DALLAS (AP) — The East Coast had Red Smith. The West Coast had Jim Murray. Texas had Blackie Sherrod.
Sherrod, the longtime Texas sports writer revered for his dry wit, died Thursday afternoon at his Dallas home after a week in hospice care, wife Joyce Sherrod told The Dallas Morning News (http://bit.ly/1N3TQLi). He was 96.
A mentor to some of the nation’s top writers, Sherrod was Texas Sportswriter of the Year a record 16 times and a Red Smith Award winner for lifetime achievement in sports writing.
His trademark was the use of a country-fied Texas vernacular — sort of Damon Runyon or Ring Lardner by way of Jett Rink. His flagship fixture was his weekly “Scattershooting” column of brief nuggets of news, commentary and witticisms that ran in Sunday editions.
It was a career that launched on a modest note. He was born William Forrest Sherrod in the Central Texas town of Belton of a barber father and a mother who taught music. He played football at a small Central Texas college until a hip injury finished him. It was while playing that his coach nicknamed him “Blackie” because of his deep tan.
He began his newspaper career as the unpaid Belton correspondent for the nearby Temple Telegram before going off to serve as a Navy torpedo plane tail gunner in the South Pacific in World War II. He returned to the Temple Telegram briefly before moving to Fort Worth in 1946, where he briefly wrote radio newscasts and police news for the now-defunct Fort Worth Press before moving to the newspaper’s small sports department. He was promoted to sports editor in the early 1950s.
Like other departments at the underfunded afternoon daily, Sherrod had to operate his sports department with a beggar’s bowl. In a 1975 profile in Texas Monthly magazine, Sherrod told author Larry L. King that “when pencils wore down to nubs you were expected to tape the two shorties together and make-do with the lead at both ends. Then you had to turn in the nubs to get a new pencil.”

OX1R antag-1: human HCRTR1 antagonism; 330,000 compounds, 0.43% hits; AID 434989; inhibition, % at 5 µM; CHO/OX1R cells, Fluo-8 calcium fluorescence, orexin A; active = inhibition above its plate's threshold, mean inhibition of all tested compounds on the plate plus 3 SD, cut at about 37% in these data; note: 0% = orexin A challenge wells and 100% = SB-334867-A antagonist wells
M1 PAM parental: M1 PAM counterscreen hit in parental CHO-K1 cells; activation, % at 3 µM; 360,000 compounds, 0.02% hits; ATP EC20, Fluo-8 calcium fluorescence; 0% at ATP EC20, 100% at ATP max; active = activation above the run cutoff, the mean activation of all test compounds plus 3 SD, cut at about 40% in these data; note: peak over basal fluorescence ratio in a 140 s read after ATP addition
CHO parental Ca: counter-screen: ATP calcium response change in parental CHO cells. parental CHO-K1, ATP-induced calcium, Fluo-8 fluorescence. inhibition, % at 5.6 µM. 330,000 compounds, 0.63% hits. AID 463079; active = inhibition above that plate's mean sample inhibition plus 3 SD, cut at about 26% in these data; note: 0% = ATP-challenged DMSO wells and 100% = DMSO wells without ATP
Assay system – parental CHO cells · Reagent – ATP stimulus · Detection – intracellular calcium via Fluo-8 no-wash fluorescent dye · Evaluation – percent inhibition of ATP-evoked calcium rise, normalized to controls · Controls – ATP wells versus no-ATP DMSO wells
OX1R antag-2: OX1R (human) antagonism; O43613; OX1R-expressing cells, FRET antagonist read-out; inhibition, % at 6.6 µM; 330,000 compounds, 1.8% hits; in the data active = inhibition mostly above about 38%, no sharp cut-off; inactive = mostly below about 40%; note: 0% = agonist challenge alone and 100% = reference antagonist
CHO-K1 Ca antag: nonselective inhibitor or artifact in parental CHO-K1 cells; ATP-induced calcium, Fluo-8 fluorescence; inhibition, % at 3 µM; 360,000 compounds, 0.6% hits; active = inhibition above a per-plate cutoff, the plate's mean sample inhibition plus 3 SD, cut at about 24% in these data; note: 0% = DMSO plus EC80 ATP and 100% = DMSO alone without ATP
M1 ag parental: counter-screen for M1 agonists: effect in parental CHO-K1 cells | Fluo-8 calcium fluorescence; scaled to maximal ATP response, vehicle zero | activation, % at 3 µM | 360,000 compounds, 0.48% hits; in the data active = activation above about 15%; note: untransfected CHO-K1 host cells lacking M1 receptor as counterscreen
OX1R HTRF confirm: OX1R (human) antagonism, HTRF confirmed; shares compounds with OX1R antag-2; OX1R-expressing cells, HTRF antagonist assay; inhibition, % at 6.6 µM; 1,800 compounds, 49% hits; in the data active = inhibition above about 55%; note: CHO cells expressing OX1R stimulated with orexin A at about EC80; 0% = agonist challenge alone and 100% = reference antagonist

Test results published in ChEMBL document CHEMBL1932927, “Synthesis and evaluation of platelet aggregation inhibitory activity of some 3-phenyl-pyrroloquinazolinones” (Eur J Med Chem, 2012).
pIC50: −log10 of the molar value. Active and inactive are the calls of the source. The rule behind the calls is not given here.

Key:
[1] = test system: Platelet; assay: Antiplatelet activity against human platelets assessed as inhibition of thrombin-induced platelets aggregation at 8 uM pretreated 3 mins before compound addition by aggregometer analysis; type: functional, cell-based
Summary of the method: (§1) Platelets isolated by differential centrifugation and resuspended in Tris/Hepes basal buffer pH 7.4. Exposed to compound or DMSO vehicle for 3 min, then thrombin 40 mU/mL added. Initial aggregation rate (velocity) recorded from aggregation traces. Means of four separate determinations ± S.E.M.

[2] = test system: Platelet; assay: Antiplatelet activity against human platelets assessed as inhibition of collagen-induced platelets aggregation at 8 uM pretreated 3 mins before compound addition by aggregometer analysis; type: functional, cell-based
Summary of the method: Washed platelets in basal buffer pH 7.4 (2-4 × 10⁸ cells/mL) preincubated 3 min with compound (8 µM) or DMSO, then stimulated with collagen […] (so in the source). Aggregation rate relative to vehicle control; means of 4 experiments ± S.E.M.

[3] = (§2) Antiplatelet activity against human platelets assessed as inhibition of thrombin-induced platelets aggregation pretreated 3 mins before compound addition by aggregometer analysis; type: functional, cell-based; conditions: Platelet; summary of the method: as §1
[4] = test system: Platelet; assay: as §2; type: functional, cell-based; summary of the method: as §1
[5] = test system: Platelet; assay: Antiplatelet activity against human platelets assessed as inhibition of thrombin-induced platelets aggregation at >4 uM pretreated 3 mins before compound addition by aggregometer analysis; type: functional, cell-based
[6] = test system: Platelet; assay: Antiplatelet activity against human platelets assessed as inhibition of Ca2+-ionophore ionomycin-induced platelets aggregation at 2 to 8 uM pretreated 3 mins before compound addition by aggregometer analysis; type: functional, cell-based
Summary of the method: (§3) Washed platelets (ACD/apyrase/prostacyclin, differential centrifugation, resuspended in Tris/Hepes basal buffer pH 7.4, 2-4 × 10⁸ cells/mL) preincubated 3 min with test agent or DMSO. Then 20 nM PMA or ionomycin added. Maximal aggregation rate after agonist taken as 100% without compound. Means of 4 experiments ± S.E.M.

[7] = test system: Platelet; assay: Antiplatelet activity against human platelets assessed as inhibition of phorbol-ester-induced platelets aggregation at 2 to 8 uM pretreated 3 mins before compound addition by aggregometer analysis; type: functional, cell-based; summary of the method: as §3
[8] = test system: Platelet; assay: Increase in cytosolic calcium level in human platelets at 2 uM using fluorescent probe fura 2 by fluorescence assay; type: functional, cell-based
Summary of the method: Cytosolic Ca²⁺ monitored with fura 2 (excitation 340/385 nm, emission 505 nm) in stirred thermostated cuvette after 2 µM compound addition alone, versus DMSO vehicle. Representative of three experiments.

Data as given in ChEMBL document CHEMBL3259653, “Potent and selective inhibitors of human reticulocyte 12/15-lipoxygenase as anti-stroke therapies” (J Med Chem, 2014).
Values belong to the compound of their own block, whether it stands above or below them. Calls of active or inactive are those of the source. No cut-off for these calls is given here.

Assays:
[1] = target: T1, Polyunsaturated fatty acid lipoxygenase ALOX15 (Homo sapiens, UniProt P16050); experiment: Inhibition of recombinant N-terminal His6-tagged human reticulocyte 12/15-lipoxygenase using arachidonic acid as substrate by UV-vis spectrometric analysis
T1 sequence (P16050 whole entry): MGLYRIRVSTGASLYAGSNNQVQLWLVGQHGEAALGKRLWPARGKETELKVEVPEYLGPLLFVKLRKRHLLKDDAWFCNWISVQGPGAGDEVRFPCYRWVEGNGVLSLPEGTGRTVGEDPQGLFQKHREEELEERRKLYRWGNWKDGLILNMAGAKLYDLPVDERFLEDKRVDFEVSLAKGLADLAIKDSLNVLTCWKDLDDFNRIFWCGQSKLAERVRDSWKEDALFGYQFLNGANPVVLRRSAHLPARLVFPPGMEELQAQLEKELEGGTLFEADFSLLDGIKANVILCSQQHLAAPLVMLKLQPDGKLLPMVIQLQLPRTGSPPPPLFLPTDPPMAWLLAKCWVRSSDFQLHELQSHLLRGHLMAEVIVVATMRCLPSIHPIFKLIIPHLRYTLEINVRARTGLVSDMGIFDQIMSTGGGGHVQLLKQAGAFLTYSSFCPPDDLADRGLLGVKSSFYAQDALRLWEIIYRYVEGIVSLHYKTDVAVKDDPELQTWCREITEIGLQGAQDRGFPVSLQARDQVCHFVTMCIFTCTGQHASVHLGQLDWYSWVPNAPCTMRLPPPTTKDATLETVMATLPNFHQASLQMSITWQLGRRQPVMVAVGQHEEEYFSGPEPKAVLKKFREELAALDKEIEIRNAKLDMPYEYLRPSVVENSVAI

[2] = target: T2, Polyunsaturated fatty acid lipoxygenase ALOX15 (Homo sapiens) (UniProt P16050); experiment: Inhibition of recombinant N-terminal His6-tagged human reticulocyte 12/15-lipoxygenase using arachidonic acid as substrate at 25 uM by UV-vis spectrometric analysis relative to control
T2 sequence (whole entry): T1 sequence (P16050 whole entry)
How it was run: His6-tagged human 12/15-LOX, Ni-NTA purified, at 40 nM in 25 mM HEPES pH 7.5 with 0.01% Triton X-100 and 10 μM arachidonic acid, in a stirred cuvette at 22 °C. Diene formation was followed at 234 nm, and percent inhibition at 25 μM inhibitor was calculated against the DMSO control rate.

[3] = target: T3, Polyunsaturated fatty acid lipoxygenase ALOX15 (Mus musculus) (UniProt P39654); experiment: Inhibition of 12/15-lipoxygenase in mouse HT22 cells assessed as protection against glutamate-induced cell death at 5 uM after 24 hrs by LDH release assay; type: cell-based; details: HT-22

He spotted future author Dan Jenkins’ work in his Fort Worth high school newspaper and hired him for $15 a week. Jenkins worked his way through Texas Christian University and remained at the Press long enough to succeed Sherrod as sports editor in 1958, a job Sherrod told King “was about like being the lookout at a prairie dog colony.” Jenkins also lured a buddy, future author and screenwriter Edwin “Bud” Shrake, to the Press.
Sherrod took his popular column in 1958 to the now-defunct Dallas Times-Herald in 1958, where he also helped cover the 1960 Democratic National Convention, the 1963 assassination of President John F. Kennedy and the 1969 Apollo 11 moon landing, for which he won a Texas Headliners Club award for science writing.
The Dallas Morning News hired away Sherrod from the Times-Herald in 1985, and he continued his column until retiring in 2003, a move he regarded with mixed emotions.
“Retirement is like a steam bath,” he said in his last “Scattershooting” column. “Once you get used to it, it’s not so hot.”
Information from: The Dallas Morning News, http://www.dallasnews.com